I will have to Ditto you three. I have used toothpaste( Colgate), but it was years ago. I too now use the Novus System. Why? Well, working in the museum I found it best to re-polish the Lexan shields on the operating Displays.

 You know the clear fences we have to put up to keep small children from touching the scenics and moving Model trains. Doesnt, seem to matter where we get the plastic, but the stuff looks awesome after the Novus.

  • Member since
    April 2020
Posted by Eaglecash867 on Monday, June 8, 2020 12:38 PM

I've been using a Novus kit to polish scratched MFD screens in older Cirrus aircraft, which ultimately saves my customers about $1500.00, so I started using it in modeling.  Works really well for polishing model canopies after removing the parting line down the center, as well as giving a nice, smooth, shiny finish to the insides of intake tunnels after they've had their seams filled and gloss white paint applied.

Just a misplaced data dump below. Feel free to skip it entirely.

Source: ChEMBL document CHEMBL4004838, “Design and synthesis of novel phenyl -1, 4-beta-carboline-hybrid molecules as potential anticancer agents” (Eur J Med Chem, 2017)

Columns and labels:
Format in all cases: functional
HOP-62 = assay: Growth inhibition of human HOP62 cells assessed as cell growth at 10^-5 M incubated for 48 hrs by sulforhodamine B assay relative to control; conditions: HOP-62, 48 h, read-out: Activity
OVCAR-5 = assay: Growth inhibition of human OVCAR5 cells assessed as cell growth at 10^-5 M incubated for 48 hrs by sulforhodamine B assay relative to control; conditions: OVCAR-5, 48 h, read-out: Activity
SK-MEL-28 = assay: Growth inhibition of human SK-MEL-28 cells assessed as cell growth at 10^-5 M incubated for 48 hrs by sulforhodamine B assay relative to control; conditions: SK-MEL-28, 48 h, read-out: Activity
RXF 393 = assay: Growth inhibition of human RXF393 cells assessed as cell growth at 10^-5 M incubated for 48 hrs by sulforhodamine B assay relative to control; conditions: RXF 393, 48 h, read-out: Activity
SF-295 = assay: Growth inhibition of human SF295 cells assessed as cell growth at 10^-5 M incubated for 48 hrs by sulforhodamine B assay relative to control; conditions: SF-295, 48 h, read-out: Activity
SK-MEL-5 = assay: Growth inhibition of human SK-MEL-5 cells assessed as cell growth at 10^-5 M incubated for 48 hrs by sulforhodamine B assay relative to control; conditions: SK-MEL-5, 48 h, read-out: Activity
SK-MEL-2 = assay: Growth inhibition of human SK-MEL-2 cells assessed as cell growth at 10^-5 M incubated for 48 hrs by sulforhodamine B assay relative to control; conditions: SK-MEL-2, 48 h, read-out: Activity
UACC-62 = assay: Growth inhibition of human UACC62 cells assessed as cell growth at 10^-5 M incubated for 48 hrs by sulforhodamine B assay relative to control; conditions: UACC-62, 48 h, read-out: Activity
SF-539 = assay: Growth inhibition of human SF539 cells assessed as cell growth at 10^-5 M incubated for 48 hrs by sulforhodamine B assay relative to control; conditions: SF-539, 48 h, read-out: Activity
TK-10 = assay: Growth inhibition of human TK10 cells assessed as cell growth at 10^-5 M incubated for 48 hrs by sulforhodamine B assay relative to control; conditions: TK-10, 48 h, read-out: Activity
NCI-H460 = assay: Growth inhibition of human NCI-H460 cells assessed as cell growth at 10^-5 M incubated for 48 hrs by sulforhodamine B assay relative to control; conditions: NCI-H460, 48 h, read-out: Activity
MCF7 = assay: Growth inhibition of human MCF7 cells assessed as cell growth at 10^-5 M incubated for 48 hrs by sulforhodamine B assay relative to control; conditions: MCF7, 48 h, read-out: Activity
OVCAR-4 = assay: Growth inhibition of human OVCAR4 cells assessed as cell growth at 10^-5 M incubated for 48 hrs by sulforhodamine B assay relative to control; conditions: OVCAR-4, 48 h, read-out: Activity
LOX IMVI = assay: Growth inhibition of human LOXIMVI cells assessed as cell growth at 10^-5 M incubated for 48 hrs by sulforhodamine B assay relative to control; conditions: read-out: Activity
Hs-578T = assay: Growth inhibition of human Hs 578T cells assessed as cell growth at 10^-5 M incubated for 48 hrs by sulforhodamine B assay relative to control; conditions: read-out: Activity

"You can have my illegal fireworks when you pry them from my cold, dead fingers...which are...over there somewhere."

  • Member since
    November 2008
  • From: Central Florida
Posted by plasticjunkie on Monday, June 8, 2020 3:49 PM

Eaglecash867

 Works really well for polishing model canopies after removing the parting line down the center.

 

 

I forgot to mention about polishing canopies with Novus. I polish all my canopies with Novus using a Q Tip and an old soft cotton T shirt to improve clarity.

Like you said, it's great at final polishing after getting rid of the center molded canopy seam mark on some models like some F-14s. The only time I use Future on the canopies is if it has a really bad scratch that Novus failed to completely remove, the Future helps in hiding it.